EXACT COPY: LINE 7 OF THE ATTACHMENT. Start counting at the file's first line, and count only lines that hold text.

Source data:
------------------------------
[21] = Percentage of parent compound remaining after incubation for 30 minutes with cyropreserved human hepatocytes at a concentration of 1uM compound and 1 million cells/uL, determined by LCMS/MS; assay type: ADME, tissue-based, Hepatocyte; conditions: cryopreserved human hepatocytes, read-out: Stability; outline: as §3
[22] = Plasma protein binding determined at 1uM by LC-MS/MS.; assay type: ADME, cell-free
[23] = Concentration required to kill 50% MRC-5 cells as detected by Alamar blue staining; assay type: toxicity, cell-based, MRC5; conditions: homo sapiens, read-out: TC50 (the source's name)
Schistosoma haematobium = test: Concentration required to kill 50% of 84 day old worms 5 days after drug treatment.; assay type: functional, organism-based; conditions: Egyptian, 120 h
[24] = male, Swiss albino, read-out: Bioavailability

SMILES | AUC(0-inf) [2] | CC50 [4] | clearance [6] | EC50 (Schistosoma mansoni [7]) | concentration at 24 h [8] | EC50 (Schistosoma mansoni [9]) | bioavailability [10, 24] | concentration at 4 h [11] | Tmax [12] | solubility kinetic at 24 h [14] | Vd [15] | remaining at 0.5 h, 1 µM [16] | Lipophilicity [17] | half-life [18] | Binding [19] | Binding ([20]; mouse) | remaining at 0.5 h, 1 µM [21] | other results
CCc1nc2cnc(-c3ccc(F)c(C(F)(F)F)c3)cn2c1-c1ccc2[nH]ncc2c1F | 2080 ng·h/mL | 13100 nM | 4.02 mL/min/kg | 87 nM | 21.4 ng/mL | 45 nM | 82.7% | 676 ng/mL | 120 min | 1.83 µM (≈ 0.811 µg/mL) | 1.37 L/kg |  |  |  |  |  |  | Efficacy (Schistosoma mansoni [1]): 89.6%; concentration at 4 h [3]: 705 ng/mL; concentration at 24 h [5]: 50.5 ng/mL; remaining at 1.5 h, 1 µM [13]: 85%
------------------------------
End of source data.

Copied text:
CCc1nc2cnc(-c3ccc(F)c(C(F)(F)F)c3)cn2c1-c1ccc2[nH]ncc2c1F | 2080 ng·h/mL | 13100 nM | 4.02 mL/min/kg | 87 nM | 21.4 ng/mL | 45 nM | 82.7% | 676 ng/mL | 120 min | 1.83 µM (≈ 0.811 µg/mL) | 1.37 L/kg |  |  |  |  |  |  | Efficacy (Schistosoma mansoni [1]): 89.6%; concentration at 4 h [3]: 705 ng/mL; concentration at 24 h [5]: 50.5 ng/mL; remaining at 1.5 h, 1 µM [13]: 85%